Open the web client, in my case  (https://vc-rg.vmlab.com:9443/vsphere-client).

You probability wondering why I choose web client inserted of old classic vSphere client.it is because of two reasons.

  1. You can only add SSO administrative from web client.
  2. It is future client for vSphere administration. Get used to it.

Provide the SSO Administrative user/password. Which set during installation. the default user name for SSO in vCenter 5.5 is administrator@vsphere.local

3-Configure VCenter Identity Source (domain).

Before we add any new administrator users, let’s get vCenter SSO tied in to our local LDAP. In my lab, that’s “Active Directory”.

Click on “Administration” in the left hand menu

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Navigate to vCenter Servers > Administration > single sign On->Configuration->Click “+” to add

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VMware has managed to simplify the addition of an Active Directory domain as an Identity Source by using the machine account of the vCenter SSO machine to authenticate (and it works great!)

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Configure the setting as highlighted above -> Click “OK”

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Once you’ve added your new Identity Source, add it as the “default domain”

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4-Add another SSO Administrator in vCenter

Navigate to vCenter Servers Home Page > Administration > single sign On->Users and Groups ->Groups-> Select the administrators group->Click “+” to add

Select your domain (vmlab.com) -> vCenterAdmins->Add-> Ok

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Verify the user.

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according to this step,we assume that above added group has the full SSO administration permissions now. but if your login into the vCenter using vSphere Webclient the you will get following issue as mentioned in the below note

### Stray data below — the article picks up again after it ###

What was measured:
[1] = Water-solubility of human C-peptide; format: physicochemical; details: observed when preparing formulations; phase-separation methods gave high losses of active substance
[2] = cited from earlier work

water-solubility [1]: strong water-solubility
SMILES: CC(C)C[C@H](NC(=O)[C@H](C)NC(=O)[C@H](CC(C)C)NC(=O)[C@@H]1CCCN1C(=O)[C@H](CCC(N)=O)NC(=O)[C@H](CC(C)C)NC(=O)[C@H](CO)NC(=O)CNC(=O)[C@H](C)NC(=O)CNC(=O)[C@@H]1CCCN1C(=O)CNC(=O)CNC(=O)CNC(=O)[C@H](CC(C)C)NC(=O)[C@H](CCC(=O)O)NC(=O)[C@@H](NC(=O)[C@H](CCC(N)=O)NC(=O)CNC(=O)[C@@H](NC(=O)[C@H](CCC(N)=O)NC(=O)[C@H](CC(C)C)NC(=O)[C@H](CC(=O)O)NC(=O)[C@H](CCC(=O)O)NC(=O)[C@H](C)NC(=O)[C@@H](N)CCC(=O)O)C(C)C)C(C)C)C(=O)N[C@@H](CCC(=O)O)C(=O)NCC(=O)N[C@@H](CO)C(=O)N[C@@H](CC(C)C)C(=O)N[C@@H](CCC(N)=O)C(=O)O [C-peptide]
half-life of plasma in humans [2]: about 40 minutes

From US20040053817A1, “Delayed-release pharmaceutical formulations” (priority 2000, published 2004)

*NOTE: vCenter Server is not listed in the inventory after installing or upgrading to vSphere 5.5 KB (2059528)*

Solution:

Navigate to vCenter Servers > Manage > Permissions, click on the “+” to add a user/group.

Add your domain Admin Group/user (in my case it is vCenterAdmins) as administrator role on vCenter Level as well.

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Now log in with the newly added vCenter SSO administrator and verify the permission.

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*NOTE: SSO User has full administrative right on vCenter and every other vSphere Product who will integrate with vCenter*

5-Assign VCenter Permissions/Roles

In this section. We are going to assign different roles/permission on our AD Users which we have created above at vCenter level.

Navigate to vCenter Servers > Manage > Permissions, click on the “+” to add a user

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Assign a role, in my case it is (Virtual machine user(sample)), Click “Add”

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From Domain Select “VMLab”, search for user group (vCenterusers) which we created earlier and click “Add”-> click “OK” twice.

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Click “Ok”, verify user/group and role.

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Now “logout” and “login” with any user which is in “vCenterUser” group to verify the permissions.